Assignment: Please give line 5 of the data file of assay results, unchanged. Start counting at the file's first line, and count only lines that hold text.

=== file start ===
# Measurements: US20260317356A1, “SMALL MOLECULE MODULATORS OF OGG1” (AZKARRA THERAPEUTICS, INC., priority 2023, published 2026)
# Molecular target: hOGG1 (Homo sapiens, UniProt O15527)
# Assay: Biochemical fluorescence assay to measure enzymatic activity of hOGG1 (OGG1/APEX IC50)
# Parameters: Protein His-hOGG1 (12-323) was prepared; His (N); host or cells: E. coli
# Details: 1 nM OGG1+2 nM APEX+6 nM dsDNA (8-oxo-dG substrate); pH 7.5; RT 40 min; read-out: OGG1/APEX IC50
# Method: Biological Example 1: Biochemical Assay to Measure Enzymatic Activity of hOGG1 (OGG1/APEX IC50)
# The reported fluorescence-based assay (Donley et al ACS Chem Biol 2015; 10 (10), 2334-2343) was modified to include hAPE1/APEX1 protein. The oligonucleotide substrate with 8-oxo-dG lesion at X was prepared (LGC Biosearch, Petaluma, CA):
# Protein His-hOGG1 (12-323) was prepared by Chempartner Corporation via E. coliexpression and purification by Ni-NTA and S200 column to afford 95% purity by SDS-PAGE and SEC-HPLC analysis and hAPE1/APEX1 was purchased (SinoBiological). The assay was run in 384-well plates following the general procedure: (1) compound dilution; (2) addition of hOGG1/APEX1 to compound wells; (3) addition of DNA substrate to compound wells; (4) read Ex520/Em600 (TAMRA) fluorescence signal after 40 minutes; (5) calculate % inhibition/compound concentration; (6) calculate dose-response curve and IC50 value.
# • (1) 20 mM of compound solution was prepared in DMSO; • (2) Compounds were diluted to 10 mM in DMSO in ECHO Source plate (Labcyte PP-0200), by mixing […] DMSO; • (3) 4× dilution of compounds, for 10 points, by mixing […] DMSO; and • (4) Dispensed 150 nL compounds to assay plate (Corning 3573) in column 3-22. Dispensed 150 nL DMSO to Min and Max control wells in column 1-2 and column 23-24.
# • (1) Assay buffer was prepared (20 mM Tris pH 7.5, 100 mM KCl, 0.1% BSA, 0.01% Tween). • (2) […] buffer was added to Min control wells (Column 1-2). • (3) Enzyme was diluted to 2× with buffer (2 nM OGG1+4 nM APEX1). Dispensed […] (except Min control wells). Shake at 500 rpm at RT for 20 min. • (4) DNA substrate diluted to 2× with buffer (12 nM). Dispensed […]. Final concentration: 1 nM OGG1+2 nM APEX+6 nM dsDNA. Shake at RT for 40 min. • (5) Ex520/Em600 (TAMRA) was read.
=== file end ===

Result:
# Details: 1 nM OGG1+2 nM APEX+6 nM dsDNA (8-oxo-dG substrate); pH 7.5; RT 40 min; read-out: OGG1/APEX IC50